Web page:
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Recession Denial?

Recession denial

Current recession denial requires a shift to recession preparation.

Once again, the US is facing a recession which Main Street feels, Wall Street whistles past, and DC simply denies.

Below, we look at these recessionary forces and delusional policy makers in the context of blunt-speak rather than Fed-speak so that we can best prepare for what’s already felt but rarely spoken from on high.

De-Coding the Latest Fed-Speak: Hawks, Doves or Both?

As expected, and as already priced-in by the markets, the Fed raised the Fed Funds Rate (FFR) last week by 75 bps in what superficially appeared to be a hawkish assault on inflation but what in reality was nothing more than another monetary bluff.

Alas, there’s far more hidden dove than public hawk emanating from Wednesday’s latest Fed “guidance.”

As we’ve consistently argued, the Fed has wanted to exploit (rather than defeat) inflation as a classic means of secretly “inflating away” chunks of its embarrassing debt pile while publicly pretending to “combat” inflation with anemic (6.75% y/y) rate hikes (and a 2.50% FFR) which will never catch up with (and therefore never defeat) current inflation rates above the 9% level.

Everyone, including Powell, knows that Uncle Sam can’t afford rising rates or a perpetually strong USD.

So why the public ruse to “fight” 9% inflation” with a 2.5% FFR?

Simple: The Fed, unlike Biden’s press secretary and political advisors, sees a recession coming and needs to raise rates today so they’ll have something—anything—to cut tomorrow.

Dovish Pivot Translated

Thus, and as consistently argued, the Fed’s hawkish July chest-puffing will eventually (i.e., when the recession becomes official and something breaks in the market and economy) lead to some dovish two-stepping.

Toward this end, Powell has effectively telegraphed a future rate hike pause by using the magic words “depending on the data.”

In short, we believe the Fed is looking for an eventual excuse to print more dollars and cap more yields/rates with more inflationary mouse-click magic money and hence more Main Street pain—all very bad for a debased yet relatively strong USD and all very good for real monetary metals like gold.

Stated simply, we feel last Wednesday was the first sign/hint of an inevitable Fed pivot from rising rates to pausing rates, and then eventually, falling (YCC) rates and a falling dollar.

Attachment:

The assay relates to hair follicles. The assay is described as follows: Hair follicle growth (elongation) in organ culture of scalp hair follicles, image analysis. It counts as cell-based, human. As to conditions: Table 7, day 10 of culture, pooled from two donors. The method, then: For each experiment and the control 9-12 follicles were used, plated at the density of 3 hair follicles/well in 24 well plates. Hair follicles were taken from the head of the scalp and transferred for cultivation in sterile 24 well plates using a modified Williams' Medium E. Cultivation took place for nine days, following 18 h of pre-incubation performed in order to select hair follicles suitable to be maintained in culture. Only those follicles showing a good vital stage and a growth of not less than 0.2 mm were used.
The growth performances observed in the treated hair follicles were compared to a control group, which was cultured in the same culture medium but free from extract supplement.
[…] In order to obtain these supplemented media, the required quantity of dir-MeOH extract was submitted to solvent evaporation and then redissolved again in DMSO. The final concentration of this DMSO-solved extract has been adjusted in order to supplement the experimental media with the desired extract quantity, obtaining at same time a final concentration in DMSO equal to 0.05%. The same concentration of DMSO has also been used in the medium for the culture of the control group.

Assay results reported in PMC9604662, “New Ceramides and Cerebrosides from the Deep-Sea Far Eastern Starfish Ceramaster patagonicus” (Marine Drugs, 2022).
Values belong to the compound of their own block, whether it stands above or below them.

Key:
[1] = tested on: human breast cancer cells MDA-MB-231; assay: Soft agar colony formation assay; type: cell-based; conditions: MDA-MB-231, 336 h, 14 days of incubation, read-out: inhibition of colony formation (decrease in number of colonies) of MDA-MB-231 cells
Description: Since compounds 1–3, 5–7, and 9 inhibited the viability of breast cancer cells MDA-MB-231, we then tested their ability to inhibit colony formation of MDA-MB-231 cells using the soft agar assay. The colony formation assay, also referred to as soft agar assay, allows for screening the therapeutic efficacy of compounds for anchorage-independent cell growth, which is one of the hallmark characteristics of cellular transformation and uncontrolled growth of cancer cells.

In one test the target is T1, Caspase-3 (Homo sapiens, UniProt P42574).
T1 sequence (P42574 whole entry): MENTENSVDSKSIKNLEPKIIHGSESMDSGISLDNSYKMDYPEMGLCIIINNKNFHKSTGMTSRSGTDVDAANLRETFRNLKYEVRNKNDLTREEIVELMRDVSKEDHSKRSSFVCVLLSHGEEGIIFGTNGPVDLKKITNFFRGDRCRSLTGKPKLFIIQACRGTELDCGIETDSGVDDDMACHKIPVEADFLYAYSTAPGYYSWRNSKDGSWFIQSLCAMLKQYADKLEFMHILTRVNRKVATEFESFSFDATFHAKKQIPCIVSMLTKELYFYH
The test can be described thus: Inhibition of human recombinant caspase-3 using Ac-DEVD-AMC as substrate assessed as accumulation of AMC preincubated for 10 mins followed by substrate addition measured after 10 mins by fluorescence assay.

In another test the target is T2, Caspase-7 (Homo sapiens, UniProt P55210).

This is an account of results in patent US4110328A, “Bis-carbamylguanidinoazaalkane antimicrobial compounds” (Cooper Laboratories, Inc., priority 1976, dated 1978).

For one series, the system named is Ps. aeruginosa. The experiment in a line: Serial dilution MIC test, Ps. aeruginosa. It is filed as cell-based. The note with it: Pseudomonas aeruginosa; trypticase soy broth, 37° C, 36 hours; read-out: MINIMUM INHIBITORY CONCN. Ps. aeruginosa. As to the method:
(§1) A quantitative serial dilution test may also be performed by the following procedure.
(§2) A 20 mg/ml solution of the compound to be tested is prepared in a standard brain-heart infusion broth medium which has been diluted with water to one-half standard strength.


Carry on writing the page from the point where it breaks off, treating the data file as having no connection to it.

Inevitable, however, does not mean immediate.

We’ll know more at the end of August when Powell scoots off to Jackson Hole as the rest of the US sinks deeper into a recessionary hole.

Recession Translated

And what’s the new excuse for the inevitable pivot to more artificial “accommodation” (i.e., QE) rather than the current and fake “inflation fighting” QT?

Powell described it in Fed-speak as “watching for a slowdown in economic activity.”

Translated into honest-speak, this just means that Powell’s narrative will be shifting from inflation semantics to recession realities, despite every current effort made from DC to deny a recession.

I’m always impressed by the Fed’s ability to pervert English, math and honesty in the name of fantasy, calm and policy.

As we’ve shown elsewhere with blunt math rather than sensational drama, the Fed, and its minions at the BLS, have literally invented a magical calculator which makes 2+2=1 on everything from CPI inflation, the M3 money supply, employment data and earnings reports to the current metrics used to falsely present negative real rates into publicly positive real rates.

With so much dishonesty from (and hence distrust of) the policy makers, it thus comes as no surprise that even the definition of a recession is now being perverted to supplant reality with fantasy and thus keep the masses comfortably numb from the consequences of the Fed’s increasingly failed monetary policies—namely a Fed-engineered recession to deflate Fed-made inflation.

But can any of us remember the last time a central banker stood up and confessed: “Boy, we really screwed that up, got that wrong, and are now facing years of self-inflicted stagflation; sorry about that”?